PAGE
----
A self-absorbed man named Mark is marginally involved with the group. He's a dropout who had rewired the university's computer system to enroll all Engineering majors in Art classes. He's on the scene of a riot where a policeman is shot and he flees, eventually stealing an airplane and heading for the desert.

In the second act he meets up with Daria, a secretary who's an Anthropology major. They meet cute: he terrorizes her on the highway as she'd driving through the California desert. She's gone there to look for a friend who's working with emotionally disturbed children (at one point I thought I was watching CHILDREN OF THE CORN) but like too many other dramatic themes that got lost too.

In the desert they drop acid, which prompts an endless scene of people covered in sand having sex. This grinds the narrative to a halt, therefore giving audiences an opportunity to get popcorn and a drink without missing anything, they same way that Mexican horror movies often have gratuitous musical numbers in the second act.

Mark takes the stolen plane back to Los Angeles, with predictable results.

In the mercifully short third act Daria goes to her boss's house, then leaves and imagines first the house blowing up and then repeated shots of clothing, appliances, and a loaf of Wonder bread blowing up. I'm sure that those few audiences who saw the film in theaters were convulsed with laughter during this scene. Fortunately, her imagination is limited so she drives away at sunset.

Neither of the leads had acting experience, and it shows. There is no consistency to their performances. And, giving how poorly written the film is, I can't blame them. Neither had further careers in film, which surprised no one. Other characters are very uneven. Some perform naturally, others sound as if they had just that moment been handed the script and asked to read it aloud.

The director's native language is Italian. At the end of the scene if the actors didn't run into each other, fall down, or belch while facing the camera, it seems he would announce that this was a final take, "Cut and print!" What's puzzling is that the film cost $7 million in 1970 dollars, about $44 million in 2016 dollars. But it looks and sounds cheap. If you didn't see the opening titles to know it was from MGM and directed by Antonioni, a viewer would figure it was one of those low budget action/adventure movies that Roger Corman cranked out at New World Pictures.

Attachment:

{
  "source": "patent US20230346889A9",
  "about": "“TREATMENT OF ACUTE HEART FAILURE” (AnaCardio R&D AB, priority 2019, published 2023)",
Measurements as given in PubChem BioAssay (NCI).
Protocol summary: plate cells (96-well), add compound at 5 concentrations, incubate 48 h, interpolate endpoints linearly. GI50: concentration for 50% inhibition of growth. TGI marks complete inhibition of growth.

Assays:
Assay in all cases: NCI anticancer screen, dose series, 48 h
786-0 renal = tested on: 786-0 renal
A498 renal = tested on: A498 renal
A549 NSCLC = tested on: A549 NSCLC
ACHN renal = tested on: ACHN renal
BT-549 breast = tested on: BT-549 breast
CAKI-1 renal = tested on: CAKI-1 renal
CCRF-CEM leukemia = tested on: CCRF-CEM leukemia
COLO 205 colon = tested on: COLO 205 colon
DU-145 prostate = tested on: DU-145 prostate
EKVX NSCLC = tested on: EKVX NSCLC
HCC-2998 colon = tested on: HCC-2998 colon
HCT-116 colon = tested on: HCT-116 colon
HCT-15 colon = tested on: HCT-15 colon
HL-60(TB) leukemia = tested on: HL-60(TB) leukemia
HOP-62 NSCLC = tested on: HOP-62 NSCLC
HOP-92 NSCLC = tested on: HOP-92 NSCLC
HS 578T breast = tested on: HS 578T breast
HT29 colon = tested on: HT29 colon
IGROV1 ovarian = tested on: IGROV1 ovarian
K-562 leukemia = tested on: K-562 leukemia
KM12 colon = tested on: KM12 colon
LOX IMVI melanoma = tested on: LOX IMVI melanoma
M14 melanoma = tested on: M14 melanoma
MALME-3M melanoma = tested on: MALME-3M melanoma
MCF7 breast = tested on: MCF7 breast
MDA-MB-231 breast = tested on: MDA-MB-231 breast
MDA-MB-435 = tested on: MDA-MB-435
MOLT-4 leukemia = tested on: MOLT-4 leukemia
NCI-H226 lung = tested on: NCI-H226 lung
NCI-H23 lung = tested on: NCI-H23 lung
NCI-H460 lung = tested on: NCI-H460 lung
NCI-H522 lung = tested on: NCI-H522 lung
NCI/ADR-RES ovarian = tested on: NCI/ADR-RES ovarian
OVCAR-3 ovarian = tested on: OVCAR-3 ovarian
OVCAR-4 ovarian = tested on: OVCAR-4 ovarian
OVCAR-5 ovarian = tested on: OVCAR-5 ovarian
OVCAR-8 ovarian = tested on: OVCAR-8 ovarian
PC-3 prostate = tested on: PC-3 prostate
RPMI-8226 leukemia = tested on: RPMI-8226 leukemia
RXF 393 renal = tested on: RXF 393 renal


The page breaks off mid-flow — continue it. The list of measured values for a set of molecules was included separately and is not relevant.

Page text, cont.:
There are the special effects at the end, of course. And performance rights to songs by the Rolling Stones, Grateful Dead, Roy Orbison, and many other rock legends. But this wasn't adapted from a best seller, and there are no box office names except for Rod Taylor, who plays Daria's boss.

In defense of the film, though, it was cut and recut over and over by MGM and came very close to never being released. I suspect that somewhere in a vault at the studio is enough unused footage to assemble twenty different cuts of the film that are completely different from each other.

Antonioni's film that's known by the public is his masterpiece BLOW-UP, which had no explosions. Here he brings us Zabriskie Point, which has explosions but no point.

Both Funny and Touching, 29 July 2016

*** This review may contain spoilers ***

In this episode the girls crash a funeral of a complete stranger because Melanie's favorite dress has been delivered to the home of the dead woman by mistake. Melanie says it's her magic dress, and they have to have it.

So, totally uninvited, not knowing a soul there, they go to the house expecting to sneak upstairs and find said dress. Then they view the open coffin and discover that the mourners have decided that dress is perfect for the corpse to wear.

Naturally they decide to find a way to steal the dress before the coffin is sealed.

Complicating matters is one mourner (played by the great Orson Bean) who has driven a great distance to say goodbye to the woman he jilted fifty years ago.

The situation could be played for slapstick, in the manner of WEEKEND AT BERNIE'S. But there is a sadness underlying the second act that provides insight into the lives of several characters.

This is a great series. We just started watching it in reruns on cable a couple of weeks ago. As much as I love smart comedy, it's amazing that I missed this one the first time around.

I just hope the following scripts can keep up the quality of writing and acting that this one displayed.

Falls Completely Apart at the End, 22 May 2016

*** This review may contain spoilers ***

Up until the last few minutes, this was a very suspenseful film. Solid actors, a strong plot, and even though characters are required to do incredibly stupid things in order to advance the plot that just comes with the territory. You gotta dance with who brung you, after all.

But a major character disappears without a trace and that plot element is never truly resolved. Yes, we can figure out what probably happened. But closure would be nice.

Then comes the leading lady's final clash with the bad guy, and the whole enterprise goes off the tracks.


The triplet plot device is probably the lamest way to resolve the plot of a mystery that I've ever seen. This "paperboy" is played by a 28 year actor and it seems that this character only delivers papers to one street in the town.

There are hints that his character is something other than human, but that's not really developed. And there was a corpse up in that tree that gets a Christian burial and there's talk in the eulogy about his family, but we don't know who they are. What is their part in the plot? Do they not know that their sons are up to no good? Is their mother so stupid that she doesn't know she has two other sons? When the policeman sees the two young men (one with wounds from the confrontation, one unscathed) I fully expected the director to walk from behind the camera and speak into the camera and tell us, "Look, writing movies is hard work. I've torn my hair out trying to come up with an ending and this is the best I can do. If somebody out there has a better idea, come to California and write the sequel." The worst part about the film is seeing such good actors (especially Ray Wise) trapped in a harebrained script. About 90% of the way into the film I'd have given this an 8 or a 9, but inept writing sinks that ship.